Khoo, who has been playing since the age of 12, recounts how his parents play a huge part in sustaining his passion for ice hockey.
“They have always given me their unwavering support. When I first started, my mother would generously buy me all the equipment I needed to play without questioning,” he shares.
Khoo continues to enjoy his family’s loyal support, and shares his successes with them, although he admits they are not completely overjoyed when he comes home with injuries and bruises.
In addition to the Asian Winter Games, Khoo’s international career includes participating in six Challenge Cups of Asia, where he helped his team capture podium placings in a grueling tour that has included India, Hong Kong and Abu Dhabi.
As a high-level athlete who is used to the rigours of competition, he finds the intensity and speed of the game exhilarating.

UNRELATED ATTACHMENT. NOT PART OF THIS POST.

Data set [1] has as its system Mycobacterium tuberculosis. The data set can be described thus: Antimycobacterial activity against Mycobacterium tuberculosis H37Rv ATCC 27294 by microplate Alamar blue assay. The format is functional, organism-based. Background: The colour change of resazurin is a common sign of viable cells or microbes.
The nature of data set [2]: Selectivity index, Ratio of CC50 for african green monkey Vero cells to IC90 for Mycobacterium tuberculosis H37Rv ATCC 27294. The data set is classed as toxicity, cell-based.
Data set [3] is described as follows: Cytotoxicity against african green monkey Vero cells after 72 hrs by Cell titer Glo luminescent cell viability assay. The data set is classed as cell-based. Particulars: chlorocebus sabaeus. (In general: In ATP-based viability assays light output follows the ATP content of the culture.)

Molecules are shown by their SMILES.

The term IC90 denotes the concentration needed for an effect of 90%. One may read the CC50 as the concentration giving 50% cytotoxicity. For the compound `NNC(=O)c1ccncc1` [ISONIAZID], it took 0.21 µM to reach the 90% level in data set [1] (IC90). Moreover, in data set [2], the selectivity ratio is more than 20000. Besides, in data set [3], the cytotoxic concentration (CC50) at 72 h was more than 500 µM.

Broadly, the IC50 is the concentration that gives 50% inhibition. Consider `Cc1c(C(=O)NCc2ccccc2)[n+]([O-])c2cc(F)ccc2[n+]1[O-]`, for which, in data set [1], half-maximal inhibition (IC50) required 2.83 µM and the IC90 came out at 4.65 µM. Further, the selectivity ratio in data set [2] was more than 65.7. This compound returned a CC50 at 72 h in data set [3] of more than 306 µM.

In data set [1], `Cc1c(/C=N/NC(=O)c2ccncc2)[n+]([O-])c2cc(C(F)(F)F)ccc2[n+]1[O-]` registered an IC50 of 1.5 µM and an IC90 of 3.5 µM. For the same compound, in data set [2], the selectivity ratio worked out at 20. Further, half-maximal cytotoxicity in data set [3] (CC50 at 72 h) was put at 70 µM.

“Ice hockey is one of the fastest team sports in the world. Because it is also a contact sport where high-speed collisions are common, those who excel in ice hockey appreciate the fact that it is both very physical and adrenaline-driven,” enthuses Khoo, when asked to define his zeal for the rough game.
An obsession begins
Khoo admits being born into a typical old school Chinese family where studies mattered a lot.
“I had very few toys growing up. Sports were the only thing my mother allowed me to do in my free time. While the emphasis was on studies, she also made sure that I played all kinds of sports, including ice hockey,” discloses Khoo, who holds a bachelors degree in management and finance.